A storm blows on Porthmeor Beach. Waves burst behind Man's Head,
sending up shocks of spray. The black rock shows for an instant,
ribbed white by backwash, and then the swash thuds in again and
The north wind thumps. Pancakes of foam fly off the sea and skitter
down the beach. Two children play daredevil on the white sand, high
up, safe from the pouncing waves. The chopped, messy, lumpy water
struggles to make sense of itself. Today, there's no-one in the sea.
There's nearly always someone in the sea. On rainy November evenings,
as the light fades, surfers paddle out one last time. A black figure
shows like an insect, then another and another. November is a good
month. The sea won't reach its coldest until February, and the summer
crowds are gone.
Waves are territory. In winter you define what is your own.
The rain drives harder. Lights come on across the crouching land, but
rows of empty cottages stay dark. There are phone books in plastic
wrappers stuffed in doorways and they'll stay there like that for
months, until the summer people come. The town lives on tourism.
Stories, paintings, photos and the seamed faces of the very old tell
of times when things were different.
But things were always different. The past was always retreating from
the touch of the present. That is where the Alba was wrecked: look,
just there. At low tide the snout of its wreck appears, where the
lifeboat went out and was taken by the same black, roiling sea that
had driven the Alba aground. And then the next year the lifeboat went
out again and capsized at Clodgy. All but one in the boat were
drowned. Seven men gone from the lifeboat crew and five from the Alba
crew, within twelve months. Men who looked into that sea and knew
what it was and what it could do. There were cars lined up on the road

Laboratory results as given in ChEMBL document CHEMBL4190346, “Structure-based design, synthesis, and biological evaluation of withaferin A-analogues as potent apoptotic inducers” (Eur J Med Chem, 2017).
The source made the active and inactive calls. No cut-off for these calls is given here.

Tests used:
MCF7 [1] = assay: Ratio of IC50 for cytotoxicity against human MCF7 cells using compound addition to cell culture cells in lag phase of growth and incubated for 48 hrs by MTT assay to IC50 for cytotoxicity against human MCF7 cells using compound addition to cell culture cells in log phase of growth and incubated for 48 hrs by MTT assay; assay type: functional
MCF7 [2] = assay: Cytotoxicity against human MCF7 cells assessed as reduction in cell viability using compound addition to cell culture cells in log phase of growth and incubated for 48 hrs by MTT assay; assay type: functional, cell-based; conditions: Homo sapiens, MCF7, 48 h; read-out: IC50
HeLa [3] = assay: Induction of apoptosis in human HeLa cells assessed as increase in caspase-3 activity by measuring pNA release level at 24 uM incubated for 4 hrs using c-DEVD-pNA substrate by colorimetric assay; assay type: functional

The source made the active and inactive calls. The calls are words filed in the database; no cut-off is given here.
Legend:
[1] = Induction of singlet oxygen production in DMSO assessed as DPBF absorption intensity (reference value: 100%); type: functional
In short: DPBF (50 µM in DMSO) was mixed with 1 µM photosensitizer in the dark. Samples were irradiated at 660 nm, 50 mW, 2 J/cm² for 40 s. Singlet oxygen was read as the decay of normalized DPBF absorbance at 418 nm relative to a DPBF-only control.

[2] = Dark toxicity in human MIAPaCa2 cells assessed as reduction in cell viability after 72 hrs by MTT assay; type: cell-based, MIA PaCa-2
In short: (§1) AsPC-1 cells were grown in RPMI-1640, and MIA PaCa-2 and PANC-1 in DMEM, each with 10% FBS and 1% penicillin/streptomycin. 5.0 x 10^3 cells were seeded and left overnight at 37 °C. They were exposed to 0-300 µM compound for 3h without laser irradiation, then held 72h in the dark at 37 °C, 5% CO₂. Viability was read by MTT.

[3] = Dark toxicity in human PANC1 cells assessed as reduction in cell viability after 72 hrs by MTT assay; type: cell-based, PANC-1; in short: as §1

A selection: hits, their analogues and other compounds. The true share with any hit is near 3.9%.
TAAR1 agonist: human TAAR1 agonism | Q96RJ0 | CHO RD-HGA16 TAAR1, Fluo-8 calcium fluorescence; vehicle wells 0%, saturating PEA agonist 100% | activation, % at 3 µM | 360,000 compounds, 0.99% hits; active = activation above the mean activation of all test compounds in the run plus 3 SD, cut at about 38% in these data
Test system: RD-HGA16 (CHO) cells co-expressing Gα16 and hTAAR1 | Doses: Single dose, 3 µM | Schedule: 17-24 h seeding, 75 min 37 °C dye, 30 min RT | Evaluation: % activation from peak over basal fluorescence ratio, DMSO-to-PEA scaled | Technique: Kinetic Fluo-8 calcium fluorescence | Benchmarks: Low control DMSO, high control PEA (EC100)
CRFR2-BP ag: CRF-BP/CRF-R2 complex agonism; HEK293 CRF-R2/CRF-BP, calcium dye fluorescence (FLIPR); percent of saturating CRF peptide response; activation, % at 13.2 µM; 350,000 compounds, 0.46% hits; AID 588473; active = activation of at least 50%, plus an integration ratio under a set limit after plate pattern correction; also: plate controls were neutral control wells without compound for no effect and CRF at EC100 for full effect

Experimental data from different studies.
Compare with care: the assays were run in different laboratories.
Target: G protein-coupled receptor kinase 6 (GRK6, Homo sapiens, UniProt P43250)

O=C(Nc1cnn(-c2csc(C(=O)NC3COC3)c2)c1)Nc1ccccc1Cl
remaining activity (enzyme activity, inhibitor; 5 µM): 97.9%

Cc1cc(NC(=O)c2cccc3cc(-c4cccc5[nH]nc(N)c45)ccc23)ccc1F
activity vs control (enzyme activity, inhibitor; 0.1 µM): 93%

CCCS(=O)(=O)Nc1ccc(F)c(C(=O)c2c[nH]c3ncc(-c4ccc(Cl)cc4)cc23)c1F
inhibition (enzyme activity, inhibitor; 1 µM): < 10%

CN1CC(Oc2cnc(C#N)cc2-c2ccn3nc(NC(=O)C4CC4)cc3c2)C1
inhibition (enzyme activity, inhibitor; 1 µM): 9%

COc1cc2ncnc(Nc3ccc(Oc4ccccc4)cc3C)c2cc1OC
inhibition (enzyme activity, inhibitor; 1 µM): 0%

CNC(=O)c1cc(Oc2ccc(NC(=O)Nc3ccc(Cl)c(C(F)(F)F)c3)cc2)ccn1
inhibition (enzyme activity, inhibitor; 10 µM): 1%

above Porthmeor, the night of the Alba wreck, shining their headlights
out to sea to help the rescue. Beneath the shriek of the wind, the sound
of engines revving in case the batteries ran down.
Anchor chains coil around the gravestones in Barnoon Cemetery.
Mariners, master mariners, men lost at sea. At night the sea pounds
Hellesveor cliff, and the noise is animal, growling.
Flat calm. An August day dissolves into evening, and on Porthmeor the
day-long camps are dissolving too. It's time to go home. Men were
down here before breakfast to make their settlements, hammering
windbreaks into virgin sand. Each day the beach city remakes itself,
and by night every trace is washed clean away. A lifeguard picks up
the bucket where children stung by weever fish soak their feet in
water as hot as they can bear.
Beach buggies scud over the sand as the flags are moved for the last time.
Down by the tideline a figure walks slowly, surely, the entire length
of the beach, as if the whole day has been nothing by waiting for the
leaping, paddling, swimming, bodyboarding figures to be cleared away.
The sea barely breathes. A woman pauses before her ascent of the
steps, and looks back. "At home the sky starts up there," she says,
pointing at eye-level, and then she puts down her two striped
beach-bags and crouches to measure the huge horizon. "But here, the
sky begins down at your feet."
Copyright Helen Dunmore 2008
Disclaimer: the views expressed in the copyrighted poems and essays are the views of the author alone, and are not endorsed or otherwise by the BBC or Arts Council in any way whatsoever.
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